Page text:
What is calisthenics?
Calisthenics is types of exercise where you use your own body weight in different types of exercises with different intensity. This type of exercise is not new they originated from ancient Greece and became popular in the early 19th century. You’ve surely watched a movie where marines are training hard on a muddy ground during a rainstorm… well, that’s pretty much it, but in a lighter and friendlier environment.
All athletes, fitness trainers, military staff use these exercises for warming up, and some use them as a full-body workout. This includes pullups, pushups, dips, squats, crunches, jumping rope, etc.
Pros and cons of calisthenics
Of course, like any other workout routine, calisthenics has its pros and cons and depending on the results you expect, you will see on which side you lean more.
- Free – you don’t need a gym, so no membership, all you need is a bar in your house (if you don’t have, they are cheap and easy to install), or you can visit the local playground. Using gloves can help, especially if you have more gentle hands
- All muscle workout – almost all of the exercises are done in a matter that engages all your muscles, starting from your legs all the way to your neck and shoulder
- Freedom to do it anywhere – if there is enough space to do a pushup and squat, then you can do all the exercises. And you can do it anytime, and use everything around you, chair, staircases, the sofa, everything!
- Fat burner – the routine is excellent for high-intensity interval training, which burns fat really fast. The exercises are meant more for strengthening, but some of the exercises are also great for a cardio workout.
- Hard to measure your progress – in the gym, it can be easy, you are doing well if you can increase either the weight or the number of reps. With calisthenics, it can be more difficult to measure your progress, since your body weight is all you lift.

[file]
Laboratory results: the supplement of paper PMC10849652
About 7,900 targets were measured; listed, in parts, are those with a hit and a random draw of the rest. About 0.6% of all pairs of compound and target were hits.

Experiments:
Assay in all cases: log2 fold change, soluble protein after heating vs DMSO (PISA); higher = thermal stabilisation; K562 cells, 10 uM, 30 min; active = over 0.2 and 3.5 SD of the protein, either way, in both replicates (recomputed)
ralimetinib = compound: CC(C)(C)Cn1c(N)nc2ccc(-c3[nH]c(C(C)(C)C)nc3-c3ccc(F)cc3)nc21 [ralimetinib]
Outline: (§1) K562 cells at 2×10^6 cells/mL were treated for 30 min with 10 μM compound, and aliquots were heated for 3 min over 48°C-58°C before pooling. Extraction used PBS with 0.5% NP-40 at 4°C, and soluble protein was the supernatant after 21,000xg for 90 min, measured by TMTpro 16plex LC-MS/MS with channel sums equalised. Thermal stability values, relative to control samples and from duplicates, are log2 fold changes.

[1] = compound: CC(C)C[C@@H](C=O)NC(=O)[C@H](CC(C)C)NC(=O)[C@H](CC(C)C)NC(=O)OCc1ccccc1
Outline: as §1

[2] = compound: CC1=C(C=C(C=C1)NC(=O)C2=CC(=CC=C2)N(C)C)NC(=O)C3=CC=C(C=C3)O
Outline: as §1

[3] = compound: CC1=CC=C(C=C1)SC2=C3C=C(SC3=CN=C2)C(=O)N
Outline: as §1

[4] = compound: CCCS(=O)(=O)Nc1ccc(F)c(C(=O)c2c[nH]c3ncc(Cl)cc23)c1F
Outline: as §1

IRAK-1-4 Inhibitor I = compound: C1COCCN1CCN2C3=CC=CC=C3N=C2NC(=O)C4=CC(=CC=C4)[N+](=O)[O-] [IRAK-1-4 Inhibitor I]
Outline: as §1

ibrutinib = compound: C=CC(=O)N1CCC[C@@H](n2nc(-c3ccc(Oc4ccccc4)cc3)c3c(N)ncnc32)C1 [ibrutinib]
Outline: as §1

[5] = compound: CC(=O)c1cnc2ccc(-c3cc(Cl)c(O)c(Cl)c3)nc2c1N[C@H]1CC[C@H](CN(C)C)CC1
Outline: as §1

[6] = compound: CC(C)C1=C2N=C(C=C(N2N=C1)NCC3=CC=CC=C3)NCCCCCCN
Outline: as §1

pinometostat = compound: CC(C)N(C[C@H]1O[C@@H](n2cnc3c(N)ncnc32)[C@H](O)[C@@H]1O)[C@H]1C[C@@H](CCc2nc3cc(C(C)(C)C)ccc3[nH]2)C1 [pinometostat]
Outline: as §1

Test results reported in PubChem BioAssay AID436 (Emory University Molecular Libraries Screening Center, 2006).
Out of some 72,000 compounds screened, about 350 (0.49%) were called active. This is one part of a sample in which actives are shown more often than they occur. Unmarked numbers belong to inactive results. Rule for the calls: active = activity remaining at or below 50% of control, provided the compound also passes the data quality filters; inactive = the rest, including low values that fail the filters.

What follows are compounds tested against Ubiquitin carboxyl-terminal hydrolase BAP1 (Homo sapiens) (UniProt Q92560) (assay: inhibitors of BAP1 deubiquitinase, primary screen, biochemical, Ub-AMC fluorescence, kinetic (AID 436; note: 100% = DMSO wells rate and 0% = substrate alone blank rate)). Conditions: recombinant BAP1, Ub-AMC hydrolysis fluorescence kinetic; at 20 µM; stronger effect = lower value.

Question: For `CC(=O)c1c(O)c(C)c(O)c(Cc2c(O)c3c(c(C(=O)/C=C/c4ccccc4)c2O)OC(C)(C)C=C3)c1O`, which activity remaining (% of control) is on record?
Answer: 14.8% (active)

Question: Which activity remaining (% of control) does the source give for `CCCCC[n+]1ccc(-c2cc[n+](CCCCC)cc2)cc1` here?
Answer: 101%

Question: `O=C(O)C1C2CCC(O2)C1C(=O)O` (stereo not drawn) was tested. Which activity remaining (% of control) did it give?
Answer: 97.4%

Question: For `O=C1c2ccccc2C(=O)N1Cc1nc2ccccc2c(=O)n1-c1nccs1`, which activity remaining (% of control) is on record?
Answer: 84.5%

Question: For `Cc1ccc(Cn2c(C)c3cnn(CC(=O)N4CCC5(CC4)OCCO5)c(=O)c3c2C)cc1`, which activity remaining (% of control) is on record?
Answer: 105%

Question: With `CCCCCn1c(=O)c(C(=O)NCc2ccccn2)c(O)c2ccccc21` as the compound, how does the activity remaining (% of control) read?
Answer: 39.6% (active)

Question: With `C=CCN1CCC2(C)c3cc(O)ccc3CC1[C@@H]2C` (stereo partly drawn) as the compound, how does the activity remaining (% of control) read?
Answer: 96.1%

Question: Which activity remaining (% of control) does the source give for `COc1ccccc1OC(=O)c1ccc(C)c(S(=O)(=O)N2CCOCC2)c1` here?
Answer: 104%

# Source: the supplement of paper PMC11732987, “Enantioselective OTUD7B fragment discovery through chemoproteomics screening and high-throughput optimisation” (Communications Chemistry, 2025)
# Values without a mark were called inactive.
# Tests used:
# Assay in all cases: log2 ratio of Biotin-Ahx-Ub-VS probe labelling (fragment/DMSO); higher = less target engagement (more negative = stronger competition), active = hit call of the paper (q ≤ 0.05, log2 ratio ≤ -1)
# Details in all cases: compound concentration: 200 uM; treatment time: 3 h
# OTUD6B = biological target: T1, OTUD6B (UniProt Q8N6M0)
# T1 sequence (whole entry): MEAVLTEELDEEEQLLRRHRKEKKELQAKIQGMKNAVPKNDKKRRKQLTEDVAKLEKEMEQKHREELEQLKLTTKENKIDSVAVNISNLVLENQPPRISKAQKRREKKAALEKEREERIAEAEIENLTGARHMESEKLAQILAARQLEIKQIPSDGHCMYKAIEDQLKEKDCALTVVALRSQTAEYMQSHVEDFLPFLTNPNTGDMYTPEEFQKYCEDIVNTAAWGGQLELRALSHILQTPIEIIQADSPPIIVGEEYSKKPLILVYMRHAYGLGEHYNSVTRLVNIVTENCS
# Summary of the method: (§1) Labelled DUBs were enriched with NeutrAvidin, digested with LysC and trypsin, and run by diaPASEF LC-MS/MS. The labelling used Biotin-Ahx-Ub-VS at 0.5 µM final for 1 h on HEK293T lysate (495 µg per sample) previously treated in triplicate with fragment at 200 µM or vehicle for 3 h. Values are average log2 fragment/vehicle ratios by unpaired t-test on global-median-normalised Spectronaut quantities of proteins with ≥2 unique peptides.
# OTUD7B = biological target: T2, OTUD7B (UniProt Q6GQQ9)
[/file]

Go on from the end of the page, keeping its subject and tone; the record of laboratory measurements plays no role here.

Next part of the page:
- Poor leg training – without weights leg training can be hard and slow. There are many exercises for leg workout, however, none of them will give you results as heavy weight lifting.
- Not for bodybuilding – be confident that you will not be building huge muscles, and you won’t strengthen your muscles for heavy lifting. However, you will build strong lean muscles!
How does calisthenics go?
The exercise routine is pretty simple, you perform a list of exercises one after another in one circle. You can rest for 30 seconds between each set, and you rest three minutes after each circle. Usually, you should do three circles, and stick to the plan, if you have to, it is better to lower the number of reps of each exercise but do the three circles.
For a beginner, you should follow the next plan, and stick to it for two months, and if you are doing the exercises without any difficulties, then you can switch to a more advanced calisthenics routine.
- 10 pullups – facing the exercise bar grasp it with your arms slightly apart (more than shoulders), and lift with your biceps to get your head above the bar so the bar is behind your head
- 10 chin-ups – similar as pull-ups, but you lift your head so the bar will be in front of you (your chin should be above the bar)
- 20 jumping squats – stand on your feet slightly apart (wider than your hips), bend your knees for a squat while keeping your back and chest upright, and then jump straight in the air
- 20 dips – for this exercise you can use a chair. Hold the chair on the seating area with your arms behind your back, spread your legs forward and lower your back, and then lift with your triceps. If you can, keep your feet on another chair, putting more weight to lift.
- 25 pushups – get on the ground with your hands wider than your shoulders, then extend your legs backward. Keep your back upright, like plank position, and then bend your elbows up until your chest are near the ground, and then pull up. Make sure your back and chests are upright, and your legs are extended all the way back.
- 60 crunches – lay on the ground flat, bend your knees to 90 degrees angle to your body so your feet are firmly on the ground. With hands crossed on your chest lift your torso all the way so your arms touch your knees. It is important to keep your back as much as upright as you can.
- 15 burpees – facing forward with your hands at your sides. Lower into a squat, and continue in a pushup starting position, extending your feet backward shoulder-width apart. Next, lift with your hands and jump your feet forward next to your hands, and jump in the air with your arms over your head.
- Air running – get in a running position, and do static running for 30 seconds. The tempo should be medium, not too fast. Even better, if you can, you can jump rope for 30 seconds!
- Plank – the starting position of pushups, but with hand bend in the elbows for 90 degrees, so you can rest your weight on your forearms. Do it as much as you can!
Bear in mind that this is the beginner’s guide, and in order to master the beginner’s routine you will need more than two months of practicing three days a week. If you are mastering at a faster pace, then you check the intermediate routine, which is far harder and much more demanding than beginners.